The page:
It seemed intended by the blessed providence of God that I should be blind all my life, and I thank him for the dispensation. If perfect earthly sight were offered me tomorrow I would not accept it. I might not have sung hymns to the praise of God if I had been distracted by the beautiful and interesting things about me. ~ Fanny CrosbyNyssa had to write her first term paper in third grade. Mrs. Campbell taught the children to do the research, bibliography, note cards, outline and the final five page paper. Each student picked an historical figure as the subject. After the paper was finished, she had them write a short two minute summary of their paper. The class then gave the annual History program. Each child dressed as his/her historical figure and gave the short summary of their paper. These short speeches were interspersed with musical pieces also performed by members of the class who were piano students.
Nyssa picked Fanny Crosby, probably the best known and most prolific of all hymn writers. She was blind from the age of six months and yet wrote the words to over 8,000 hymns including: He Hideth My Soul, Tell Me the Story of Jesus, Blessed Assurance and my personal favorite, To God Be the Glory.
To God Be the GloryNyssa made an A on her paper and in the process learned a lot about a wonderful woman, history in general and the process and steps to write a paper. She also learned to summarize and give a short speech. As Nyssa was the best piano student in her class (actually she won the best piano student award all six years in elementary) she was to play two piano pieces, one at the beginning of the program and a number to end the program. She was especially excited because her Uncle Stephen was going to come. He traveled with the Chicago Company of Phantom of the Opera and had never been able to get to Mississippi for a piano recital or any special program. This time was staying with us for eight weeks while recovering from back surgery, so he could come.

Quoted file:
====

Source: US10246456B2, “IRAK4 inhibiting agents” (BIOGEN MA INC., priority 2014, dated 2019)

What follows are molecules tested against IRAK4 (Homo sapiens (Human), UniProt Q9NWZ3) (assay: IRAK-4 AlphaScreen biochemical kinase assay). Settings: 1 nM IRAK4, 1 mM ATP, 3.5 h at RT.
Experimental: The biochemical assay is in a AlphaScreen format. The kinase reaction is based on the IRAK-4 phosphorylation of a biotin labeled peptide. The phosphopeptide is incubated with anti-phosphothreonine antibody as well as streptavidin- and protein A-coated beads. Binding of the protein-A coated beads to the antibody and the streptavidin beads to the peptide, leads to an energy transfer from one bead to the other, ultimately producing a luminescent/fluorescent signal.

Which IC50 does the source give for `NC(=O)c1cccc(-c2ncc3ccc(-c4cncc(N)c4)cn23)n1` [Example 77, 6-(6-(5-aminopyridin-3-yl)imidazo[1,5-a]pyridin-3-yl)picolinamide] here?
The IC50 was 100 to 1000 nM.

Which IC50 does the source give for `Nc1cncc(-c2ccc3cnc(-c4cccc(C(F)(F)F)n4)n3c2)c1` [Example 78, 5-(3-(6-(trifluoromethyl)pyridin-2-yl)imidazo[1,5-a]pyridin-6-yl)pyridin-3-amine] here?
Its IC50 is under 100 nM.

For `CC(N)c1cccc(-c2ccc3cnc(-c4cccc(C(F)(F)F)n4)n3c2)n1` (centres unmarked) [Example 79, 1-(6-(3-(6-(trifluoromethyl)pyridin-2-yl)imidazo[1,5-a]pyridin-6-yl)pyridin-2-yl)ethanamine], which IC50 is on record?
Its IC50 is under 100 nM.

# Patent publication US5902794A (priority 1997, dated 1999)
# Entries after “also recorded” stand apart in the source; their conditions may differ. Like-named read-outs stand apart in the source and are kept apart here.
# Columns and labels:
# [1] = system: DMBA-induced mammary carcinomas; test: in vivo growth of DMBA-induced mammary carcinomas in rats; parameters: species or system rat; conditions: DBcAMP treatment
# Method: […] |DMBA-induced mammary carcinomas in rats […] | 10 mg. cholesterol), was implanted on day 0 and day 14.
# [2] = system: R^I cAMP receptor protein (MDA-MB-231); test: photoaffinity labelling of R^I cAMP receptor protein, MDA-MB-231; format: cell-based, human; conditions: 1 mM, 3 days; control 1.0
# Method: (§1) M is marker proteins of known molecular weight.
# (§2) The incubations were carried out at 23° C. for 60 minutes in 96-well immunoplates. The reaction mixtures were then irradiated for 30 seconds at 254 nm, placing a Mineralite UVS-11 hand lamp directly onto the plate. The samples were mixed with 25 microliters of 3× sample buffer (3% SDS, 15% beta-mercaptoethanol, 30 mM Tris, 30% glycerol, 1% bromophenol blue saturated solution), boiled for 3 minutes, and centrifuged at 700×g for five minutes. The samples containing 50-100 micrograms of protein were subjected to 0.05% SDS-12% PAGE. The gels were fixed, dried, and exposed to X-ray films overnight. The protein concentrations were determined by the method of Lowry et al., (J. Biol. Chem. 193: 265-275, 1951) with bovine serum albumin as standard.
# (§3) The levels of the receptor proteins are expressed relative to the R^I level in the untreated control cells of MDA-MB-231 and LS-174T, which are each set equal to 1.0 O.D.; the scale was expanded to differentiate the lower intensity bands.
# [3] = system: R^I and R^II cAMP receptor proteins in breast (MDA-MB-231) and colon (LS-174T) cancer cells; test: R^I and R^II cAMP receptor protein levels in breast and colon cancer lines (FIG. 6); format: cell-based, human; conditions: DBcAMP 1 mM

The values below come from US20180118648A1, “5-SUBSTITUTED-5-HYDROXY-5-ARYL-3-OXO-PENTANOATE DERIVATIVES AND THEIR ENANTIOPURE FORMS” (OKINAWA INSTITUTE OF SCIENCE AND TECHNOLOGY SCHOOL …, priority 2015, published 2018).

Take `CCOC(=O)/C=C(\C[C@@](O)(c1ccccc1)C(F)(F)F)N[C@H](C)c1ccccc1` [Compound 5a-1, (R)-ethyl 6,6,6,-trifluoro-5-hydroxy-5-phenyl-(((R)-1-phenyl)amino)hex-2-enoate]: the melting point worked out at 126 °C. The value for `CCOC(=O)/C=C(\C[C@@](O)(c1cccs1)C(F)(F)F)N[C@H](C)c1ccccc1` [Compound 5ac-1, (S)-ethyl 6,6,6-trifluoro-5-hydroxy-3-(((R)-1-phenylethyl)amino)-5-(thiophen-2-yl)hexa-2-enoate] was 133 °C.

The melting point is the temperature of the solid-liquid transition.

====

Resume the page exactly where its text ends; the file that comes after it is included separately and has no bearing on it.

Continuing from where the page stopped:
To God be the glory, great things He has done;
So loved He the world that He gave us His Son,
Who yielded His life an atonement for sin,
And opened the life gate that all may go in.
O perfect redemption, the purchase of blood,
To every believer the promise of God;
The vilest offender who truly believes,
That moment from Jesus a pardon receives.
Great things He has taught us, great things He has done,
And great our rejoicing through Jesus the Son;
But purer, and higher, and greater will be
Our wonder, our transport, when Jesus we see.
Praise the Lord, praise the Lord,
Let the earth hear His voice!
Praise the Lord, praise the Lord,
Let the people rejoice!
O come to the Father, through Jesus the Son,
And give Him the glory, great things He has done.
We got together her costume and added a cane, dark glasses and a white wig. The only problem we thought of was that Nyssa wears glasses and without them she is very, very near-sighted. She knew her speech from memory so she didn't need them then but she did need them for the piano numbers. So I made a little matching draw string purse. The plan was to play her first number, sit back down on the platform and switch her glasses for her dark sunglasses putting the real ones in her purse, deliver her speech, sit back down and SWITCH the sunglasses for her real ones to be ready for the piano piece at the end.
That's the thing about plans with a child. Don't count on it. Everything seemed to be going well. Stephen and I were in the balcony where I was videoing the program. Her first piece "Turkey in the Straw" went well and she switched her glasses out with plenty of time to spare. She delivered her speech flawlessly and returned to her seat. Then it fell apart. I kept saying to myself, "Get your glasses out of the purse. Change the sunglasses. Glasses. Glasses." Nyssa sat there. No move to even open the little purse. Soon it was time for the ending piece. I thought she would surely take the purse with her. No. She hopped up and walked over to the piano bench and sat down, the purse left in her seat on stage.
The dark glasses were still in place on her nose. She adjusted her book, adjusted the bench and placed her hands on the keys. Then I knew she was in trouble as she hunched over and squinted at the page, her eyes (with dark glasses) about four inches from the book moving her head back and forth and a bit from side to side. She couldn't see the notes. It might have helped a little if she would just take the sunglasses off, but this didn't cross her mind either.
Stephen also saw what was happening. He turned to me and said, "If she keeps on with the bobbing and swaying Stevie Wonder motion when she starts playing, I will fall out on the floor and start laughing out loud." Of course she would be playing "The Maple Leaf Rag".
She made it through, barely. Stephen only chuckled quietly. And me? I stared at the little purse with the forgotten glasses and breathed a sigh of relief.